There’s nothing quite like the excitement of starting a new marketing role. There you are, super pumped, right at the starting line feeling like all your training has prepared you for this next new challenge.
And like most of us you want to make an impact right out of the gate.
No doubt you’ll have that opportunity to get some quick wins, but to avoid hitting the wall too fast you’ll want to get some important stuff set up so that you can win the longer game too.
That’s where your 30, 60, 90 day plan comes in.
If you’re stepping into a senior marketing role, especially a Director or VP position, chances are you were asked for that 90 day plan as part of the interview process.
For me, this has always been a mission critical step in my success. Even when I am not asked I still put one together and walk them through it prior to signing on.
I believe in this process so much that I even call it “The first 90 days – setting Mitch up for success plan”.
In 90 days you want to be set up to succeed – not get sucked in
Time flies in a startup. If you don’t start with a plan for your own success, you’ll quickly get swallowed up by everyone else’s.
A new role also affords you something unique – time. You’re new. You’ve got your orientation, people to get to know, customers to talk to, and data to digest. And you’ve got this 90 day window to get yourself prepped. After that it’s all systems go so you want to use that time to build confidence and put yourself in the best possible position to succeed.
My 90 day roadmap
Everyone operates from a different place, but if you’ve been at this long enough you know there are certain things we all need to have in place to give us the insight, data, trust and confidence we need to drive forward. Maybe it’s that spreadsheet or dashboard that you live off of, or a budget framework or an exercise or analysis that you’ve run in every other job. Write all those things down and put them in your plan.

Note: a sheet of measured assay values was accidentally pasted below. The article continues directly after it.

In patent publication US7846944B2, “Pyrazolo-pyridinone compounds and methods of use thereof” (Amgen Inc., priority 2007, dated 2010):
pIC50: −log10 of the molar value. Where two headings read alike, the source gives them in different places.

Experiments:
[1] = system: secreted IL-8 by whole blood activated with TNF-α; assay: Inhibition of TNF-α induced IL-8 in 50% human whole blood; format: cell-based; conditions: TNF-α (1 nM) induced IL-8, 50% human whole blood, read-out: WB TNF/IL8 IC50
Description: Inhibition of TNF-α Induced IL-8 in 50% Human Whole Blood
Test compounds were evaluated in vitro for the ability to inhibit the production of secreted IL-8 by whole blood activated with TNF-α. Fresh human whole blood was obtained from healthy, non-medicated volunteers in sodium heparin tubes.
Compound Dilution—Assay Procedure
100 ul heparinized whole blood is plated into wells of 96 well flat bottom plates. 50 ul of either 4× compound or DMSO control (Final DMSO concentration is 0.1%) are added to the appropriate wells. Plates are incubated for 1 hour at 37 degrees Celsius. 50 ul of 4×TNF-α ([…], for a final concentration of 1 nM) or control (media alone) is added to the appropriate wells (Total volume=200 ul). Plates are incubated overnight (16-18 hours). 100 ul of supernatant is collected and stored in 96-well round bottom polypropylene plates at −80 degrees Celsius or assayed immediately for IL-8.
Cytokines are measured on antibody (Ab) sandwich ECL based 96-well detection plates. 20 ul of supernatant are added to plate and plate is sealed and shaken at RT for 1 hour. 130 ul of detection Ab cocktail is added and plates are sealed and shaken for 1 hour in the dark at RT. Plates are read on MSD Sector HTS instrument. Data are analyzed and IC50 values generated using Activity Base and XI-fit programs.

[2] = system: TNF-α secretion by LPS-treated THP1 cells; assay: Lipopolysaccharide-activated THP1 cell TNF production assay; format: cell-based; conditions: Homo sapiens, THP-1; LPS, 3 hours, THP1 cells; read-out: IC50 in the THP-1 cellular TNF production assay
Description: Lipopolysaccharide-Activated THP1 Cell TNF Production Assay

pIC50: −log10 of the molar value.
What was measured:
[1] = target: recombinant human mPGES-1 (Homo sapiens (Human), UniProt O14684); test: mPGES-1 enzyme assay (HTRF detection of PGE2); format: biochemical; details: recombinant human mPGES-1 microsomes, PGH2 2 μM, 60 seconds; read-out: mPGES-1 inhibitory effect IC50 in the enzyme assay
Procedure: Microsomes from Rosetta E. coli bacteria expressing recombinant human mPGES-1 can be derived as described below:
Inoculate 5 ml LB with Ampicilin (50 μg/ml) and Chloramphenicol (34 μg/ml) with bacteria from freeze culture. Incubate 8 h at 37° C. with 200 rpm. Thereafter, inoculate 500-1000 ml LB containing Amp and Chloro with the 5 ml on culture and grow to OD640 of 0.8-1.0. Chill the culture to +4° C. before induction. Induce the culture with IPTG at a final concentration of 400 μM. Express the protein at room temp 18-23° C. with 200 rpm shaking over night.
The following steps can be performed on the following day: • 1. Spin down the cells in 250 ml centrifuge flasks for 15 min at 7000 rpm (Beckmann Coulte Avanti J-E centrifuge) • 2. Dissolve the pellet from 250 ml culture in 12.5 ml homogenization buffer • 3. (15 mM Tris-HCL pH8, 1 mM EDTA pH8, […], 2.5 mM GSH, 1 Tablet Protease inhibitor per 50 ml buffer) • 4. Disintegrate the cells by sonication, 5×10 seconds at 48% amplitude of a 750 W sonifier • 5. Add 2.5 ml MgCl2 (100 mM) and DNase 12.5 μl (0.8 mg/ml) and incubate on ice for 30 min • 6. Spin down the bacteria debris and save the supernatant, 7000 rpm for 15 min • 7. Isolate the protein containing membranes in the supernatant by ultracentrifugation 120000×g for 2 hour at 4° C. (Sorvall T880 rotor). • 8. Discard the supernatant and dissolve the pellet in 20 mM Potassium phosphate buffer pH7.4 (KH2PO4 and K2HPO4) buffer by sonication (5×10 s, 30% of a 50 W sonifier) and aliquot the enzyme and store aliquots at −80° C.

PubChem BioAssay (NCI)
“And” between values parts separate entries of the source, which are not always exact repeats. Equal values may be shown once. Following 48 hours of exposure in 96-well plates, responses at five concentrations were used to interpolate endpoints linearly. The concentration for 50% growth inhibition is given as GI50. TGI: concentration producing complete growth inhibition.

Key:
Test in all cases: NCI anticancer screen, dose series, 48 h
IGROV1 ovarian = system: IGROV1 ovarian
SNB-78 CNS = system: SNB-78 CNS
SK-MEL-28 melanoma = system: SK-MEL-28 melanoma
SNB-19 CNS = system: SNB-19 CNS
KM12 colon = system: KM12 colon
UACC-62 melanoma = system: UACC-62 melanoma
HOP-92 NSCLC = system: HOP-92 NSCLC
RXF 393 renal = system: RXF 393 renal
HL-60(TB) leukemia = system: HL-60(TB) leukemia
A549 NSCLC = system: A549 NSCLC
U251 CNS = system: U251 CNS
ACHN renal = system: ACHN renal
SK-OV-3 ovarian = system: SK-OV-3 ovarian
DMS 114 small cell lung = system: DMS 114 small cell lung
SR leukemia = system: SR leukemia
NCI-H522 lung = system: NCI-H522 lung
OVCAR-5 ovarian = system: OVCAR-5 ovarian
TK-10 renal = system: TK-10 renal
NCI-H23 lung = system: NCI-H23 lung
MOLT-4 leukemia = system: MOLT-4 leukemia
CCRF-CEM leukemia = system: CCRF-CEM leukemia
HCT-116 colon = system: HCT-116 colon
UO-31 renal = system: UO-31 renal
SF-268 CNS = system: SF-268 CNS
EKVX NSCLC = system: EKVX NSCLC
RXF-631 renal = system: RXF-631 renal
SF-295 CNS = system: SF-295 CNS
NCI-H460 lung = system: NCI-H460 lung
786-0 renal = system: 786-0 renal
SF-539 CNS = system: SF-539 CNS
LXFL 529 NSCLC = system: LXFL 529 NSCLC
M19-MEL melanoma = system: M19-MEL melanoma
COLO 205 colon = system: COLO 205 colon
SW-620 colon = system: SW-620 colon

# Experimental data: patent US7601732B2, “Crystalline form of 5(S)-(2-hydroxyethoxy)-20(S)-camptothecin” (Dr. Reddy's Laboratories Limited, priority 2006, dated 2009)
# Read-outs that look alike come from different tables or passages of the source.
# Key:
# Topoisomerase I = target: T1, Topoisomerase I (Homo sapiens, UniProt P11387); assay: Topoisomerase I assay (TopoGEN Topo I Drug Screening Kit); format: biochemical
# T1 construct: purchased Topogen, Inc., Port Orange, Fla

For me, my 90 day plan is quite simple and is broken down into 3 key 30 day phases and 1 add-on:
Phase 1: Deep customer understanding/talking with customers
Phase 2: Identify the most immediate priorities for growth
Phase 3: Launch initiatives that line up with Phase 2
Add-on: Find and act on low-hanging fruit wins
Talking with customers
In every role that I have taken on I always spend the first 30 days going deep into understanding the customer. That doesn’t mean just reading support tickets, it means customer calls – and lots of them. I want to know about who they are, what their world is like, what events drove them to find our product/service, how they found us, what impact choosing us has had and how they would describe us to others.
I typically reach out via email and ask for 20 minutes of their time to understand their business. However, we typically end up spending 45 – 60 minutes on the call. If you design the call properly it is unreal how much customers are willing to share about what they do, their lives and how you fit it. For me, this is all gold and it’s these insights that give me the confidence to know what and who it is I am dealing with. Customers will give you 95% of the answers to your key marketing challenges of “Who am I serving?”, “What problem do they have?” and “How can I reach them?”
Armed with this information and insight I can operate with conviction. Without it, really, what’s the point of being a marketer?
Establish what’s important “right now”